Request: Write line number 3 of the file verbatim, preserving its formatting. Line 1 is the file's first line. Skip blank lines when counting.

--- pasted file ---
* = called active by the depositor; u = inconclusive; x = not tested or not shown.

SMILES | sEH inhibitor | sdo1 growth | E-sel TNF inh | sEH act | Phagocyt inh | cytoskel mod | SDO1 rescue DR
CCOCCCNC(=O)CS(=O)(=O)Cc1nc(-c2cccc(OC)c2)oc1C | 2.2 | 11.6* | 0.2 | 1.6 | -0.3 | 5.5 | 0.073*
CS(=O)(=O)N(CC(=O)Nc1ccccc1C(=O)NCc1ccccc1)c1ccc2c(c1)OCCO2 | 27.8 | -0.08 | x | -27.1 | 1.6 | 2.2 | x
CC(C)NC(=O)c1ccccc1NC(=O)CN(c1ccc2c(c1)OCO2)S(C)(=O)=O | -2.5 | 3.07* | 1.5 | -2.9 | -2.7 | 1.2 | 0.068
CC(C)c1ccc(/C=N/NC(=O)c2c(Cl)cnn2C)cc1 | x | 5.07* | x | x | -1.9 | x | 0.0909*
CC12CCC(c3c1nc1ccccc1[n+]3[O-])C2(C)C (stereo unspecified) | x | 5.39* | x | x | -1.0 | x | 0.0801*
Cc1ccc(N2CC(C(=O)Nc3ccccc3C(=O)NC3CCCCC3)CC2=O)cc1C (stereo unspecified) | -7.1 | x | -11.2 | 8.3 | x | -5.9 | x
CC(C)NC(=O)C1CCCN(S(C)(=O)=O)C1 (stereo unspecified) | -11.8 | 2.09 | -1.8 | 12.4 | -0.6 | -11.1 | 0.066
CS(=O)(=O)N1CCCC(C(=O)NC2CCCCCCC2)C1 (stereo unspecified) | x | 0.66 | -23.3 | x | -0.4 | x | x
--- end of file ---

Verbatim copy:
CCOCCCNC(=O)CS(=O)(=O)Cc1nc(-c2cccc(OC)c2)oc1C | 2.2 | 11.6* | 0.2 | 1.6 | -0.3 | 5.5 | 0.073*